I was to be meeting a friend of mine at 2 PM, but got there early and had the chance to wander around. The weather was partly cloudy, no rain, cool temperature. My kind of weather. I went for a short jog by the river, but left the headphones back in my vehicle, so as to avoid any slight possibility of getting jumped, caught unawares. I also had a chance to wander about the campus a bit and take in the sights. At one point early on, across the street from the main entrance, I was coming down a walkway through a section of beautiful trees. Approaching from a side angle were some students. The silence was broken as the tallest one roared at me "HEY, YOU HUSKEEEEE!!!"

Instinctively my right fist clenched and I turned in a slightly defiant posture. But that proved to be ridiculous of me, as this guy broke out into a huge smile and shouted "good luck toooooooo-morrow!" I grinned and nodded back to them, and offered them luck too.

This was to be the closest thing approaching an incident that I would experience in my whole three-day trip.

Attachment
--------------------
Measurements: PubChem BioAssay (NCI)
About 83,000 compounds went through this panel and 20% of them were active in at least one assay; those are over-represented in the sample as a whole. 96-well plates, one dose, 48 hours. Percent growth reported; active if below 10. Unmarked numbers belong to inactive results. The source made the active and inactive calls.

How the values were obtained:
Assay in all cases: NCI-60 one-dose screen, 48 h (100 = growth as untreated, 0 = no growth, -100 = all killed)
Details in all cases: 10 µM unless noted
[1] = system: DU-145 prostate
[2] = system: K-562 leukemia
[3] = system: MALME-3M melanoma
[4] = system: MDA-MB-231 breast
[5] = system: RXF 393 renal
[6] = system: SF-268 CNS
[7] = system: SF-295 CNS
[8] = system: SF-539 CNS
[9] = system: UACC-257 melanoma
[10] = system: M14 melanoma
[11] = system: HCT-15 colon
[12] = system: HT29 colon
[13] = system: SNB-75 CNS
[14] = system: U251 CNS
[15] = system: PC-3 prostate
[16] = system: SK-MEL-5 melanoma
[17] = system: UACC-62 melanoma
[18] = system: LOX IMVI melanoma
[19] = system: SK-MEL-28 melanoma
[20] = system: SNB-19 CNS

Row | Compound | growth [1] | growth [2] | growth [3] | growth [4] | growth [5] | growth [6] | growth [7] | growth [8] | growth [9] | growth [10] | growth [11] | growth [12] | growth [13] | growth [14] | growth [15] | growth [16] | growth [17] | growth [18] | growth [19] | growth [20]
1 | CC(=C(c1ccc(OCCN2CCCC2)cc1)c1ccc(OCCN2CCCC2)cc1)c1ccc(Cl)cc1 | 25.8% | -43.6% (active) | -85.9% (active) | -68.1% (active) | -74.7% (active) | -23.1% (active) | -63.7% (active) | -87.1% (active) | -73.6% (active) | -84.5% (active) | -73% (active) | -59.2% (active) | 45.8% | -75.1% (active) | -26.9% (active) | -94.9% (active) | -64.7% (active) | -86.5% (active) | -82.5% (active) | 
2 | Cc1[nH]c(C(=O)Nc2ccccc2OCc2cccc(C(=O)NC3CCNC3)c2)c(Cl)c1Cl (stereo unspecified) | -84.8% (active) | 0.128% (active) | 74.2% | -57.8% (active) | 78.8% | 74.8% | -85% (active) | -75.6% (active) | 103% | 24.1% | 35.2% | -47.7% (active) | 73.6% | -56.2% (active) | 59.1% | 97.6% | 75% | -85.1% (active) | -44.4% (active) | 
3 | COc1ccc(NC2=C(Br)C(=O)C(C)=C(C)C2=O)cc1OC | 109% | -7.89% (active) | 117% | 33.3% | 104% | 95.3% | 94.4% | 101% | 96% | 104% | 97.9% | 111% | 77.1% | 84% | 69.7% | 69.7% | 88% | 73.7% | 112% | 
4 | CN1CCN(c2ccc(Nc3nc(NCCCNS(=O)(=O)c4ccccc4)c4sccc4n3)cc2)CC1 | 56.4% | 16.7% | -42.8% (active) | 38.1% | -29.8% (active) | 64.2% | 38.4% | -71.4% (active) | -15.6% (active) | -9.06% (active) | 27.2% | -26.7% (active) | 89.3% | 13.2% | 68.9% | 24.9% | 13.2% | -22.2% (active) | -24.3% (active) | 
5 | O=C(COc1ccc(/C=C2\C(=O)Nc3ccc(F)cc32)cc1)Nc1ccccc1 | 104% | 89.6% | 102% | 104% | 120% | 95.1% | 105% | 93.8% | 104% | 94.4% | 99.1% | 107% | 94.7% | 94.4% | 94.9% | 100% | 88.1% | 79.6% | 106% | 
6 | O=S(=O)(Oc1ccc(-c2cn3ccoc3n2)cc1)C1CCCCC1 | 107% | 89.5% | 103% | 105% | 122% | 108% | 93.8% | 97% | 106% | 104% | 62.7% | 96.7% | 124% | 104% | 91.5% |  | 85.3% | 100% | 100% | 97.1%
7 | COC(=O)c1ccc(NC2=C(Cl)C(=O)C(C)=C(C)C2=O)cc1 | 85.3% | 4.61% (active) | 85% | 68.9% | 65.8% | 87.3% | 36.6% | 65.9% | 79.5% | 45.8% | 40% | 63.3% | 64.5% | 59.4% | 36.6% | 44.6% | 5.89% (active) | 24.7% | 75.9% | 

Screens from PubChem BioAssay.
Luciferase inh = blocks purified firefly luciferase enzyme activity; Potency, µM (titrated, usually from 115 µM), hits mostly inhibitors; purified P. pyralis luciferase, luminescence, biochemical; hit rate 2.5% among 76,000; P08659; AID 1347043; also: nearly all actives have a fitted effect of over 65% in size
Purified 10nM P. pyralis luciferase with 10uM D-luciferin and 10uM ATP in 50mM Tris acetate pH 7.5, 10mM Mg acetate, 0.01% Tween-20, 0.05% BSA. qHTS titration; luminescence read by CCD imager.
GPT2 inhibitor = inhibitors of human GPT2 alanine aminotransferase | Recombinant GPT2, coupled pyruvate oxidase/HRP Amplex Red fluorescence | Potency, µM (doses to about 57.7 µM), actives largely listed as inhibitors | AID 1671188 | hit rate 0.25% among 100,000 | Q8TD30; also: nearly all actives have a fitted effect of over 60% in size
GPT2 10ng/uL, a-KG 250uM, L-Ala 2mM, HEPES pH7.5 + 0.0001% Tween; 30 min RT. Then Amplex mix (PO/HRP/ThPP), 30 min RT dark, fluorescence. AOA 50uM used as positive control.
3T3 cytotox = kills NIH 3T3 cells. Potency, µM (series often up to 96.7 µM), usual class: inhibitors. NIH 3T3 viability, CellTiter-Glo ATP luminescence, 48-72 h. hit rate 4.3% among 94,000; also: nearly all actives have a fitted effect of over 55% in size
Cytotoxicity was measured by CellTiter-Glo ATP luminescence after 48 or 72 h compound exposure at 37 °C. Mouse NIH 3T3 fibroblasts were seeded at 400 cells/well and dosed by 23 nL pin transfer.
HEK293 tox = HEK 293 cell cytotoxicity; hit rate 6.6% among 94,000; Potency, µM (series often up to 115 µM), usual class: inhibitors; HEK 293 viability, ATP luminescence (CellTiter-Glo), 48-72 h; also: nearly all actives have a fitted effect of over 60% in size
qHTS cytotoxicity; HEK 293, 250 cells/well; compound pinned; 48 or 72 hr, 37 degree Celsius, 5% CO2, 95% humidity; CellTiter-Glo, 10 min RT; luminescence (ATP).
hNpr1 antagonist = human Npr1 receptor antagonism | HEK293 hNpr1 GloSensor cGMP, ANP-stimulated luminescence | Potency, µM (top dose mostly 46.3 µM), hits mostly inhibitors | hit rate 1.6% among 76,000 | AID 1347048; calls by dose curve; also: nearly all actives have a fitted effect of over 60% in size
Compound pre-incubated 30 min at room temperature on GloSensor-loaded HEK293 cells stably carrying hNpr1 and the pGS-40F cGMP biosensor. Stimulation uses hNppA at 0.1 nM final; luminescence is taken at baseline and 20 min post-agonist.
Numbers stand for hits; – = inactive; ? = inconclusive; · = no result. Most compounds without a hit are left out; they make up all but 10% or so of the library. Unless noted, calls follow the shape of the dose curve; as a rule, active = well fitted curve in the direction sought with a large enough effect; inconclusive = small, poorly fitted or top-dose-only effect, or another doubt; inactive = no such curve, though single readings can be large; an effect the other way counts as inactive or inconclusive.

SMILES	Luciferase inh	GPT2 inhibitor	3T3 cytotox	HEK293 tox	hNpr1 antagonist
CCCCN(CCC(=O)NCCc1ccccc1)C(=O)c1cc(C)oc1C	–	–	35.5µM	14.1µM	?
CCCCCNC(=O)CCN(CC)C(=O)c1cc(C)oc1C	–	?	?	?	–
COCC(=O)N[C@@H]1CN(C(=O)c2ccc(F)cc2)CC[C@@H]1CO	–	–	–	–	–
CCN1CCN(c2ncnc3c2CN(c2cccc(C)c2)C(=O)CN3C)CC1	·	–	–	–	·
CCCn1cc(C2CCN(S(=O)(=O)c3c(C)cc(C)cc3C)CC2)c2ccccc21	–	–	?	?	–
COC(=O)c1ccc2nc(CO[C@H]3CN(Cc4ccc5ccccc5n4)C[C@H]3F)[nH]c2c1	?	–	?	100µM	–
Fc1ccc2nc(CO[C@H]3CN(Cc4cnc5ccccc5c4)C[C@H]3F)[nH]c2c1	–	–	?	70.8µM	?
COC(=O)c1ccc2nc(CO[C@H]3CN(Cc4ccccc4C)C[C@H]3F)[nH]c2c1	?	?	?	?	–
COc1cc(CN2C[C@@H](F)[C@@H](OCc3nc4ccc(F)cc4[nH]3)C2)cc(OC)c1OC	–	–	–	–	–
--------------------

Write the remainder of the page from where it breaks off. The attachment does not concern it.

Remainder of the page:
I hooked up with my friend at a little after 2 PM. He is an Oregon Alumnus and took me over to the Athletic Department to check things out. I was introduced to a handful of administrators and they all couldn't have been more gracious to me. I was given an informal tour of some of the facilities, including the Hall of Fame. It is a bit more spacious than ours, with some sound effects emanating from the side rooms flanking the main central walkway. The sound effects were a healthy mixture of Oregon's fight song along with cheering crowds, squeaking sneakers upon a court, and tackling and whistle sounds. This was a nice compliment to the experience while looking at all the trophies and dozens and dozens of historical pictures. Everything was encased in glass, just like in our own beautiful Hall of Fame.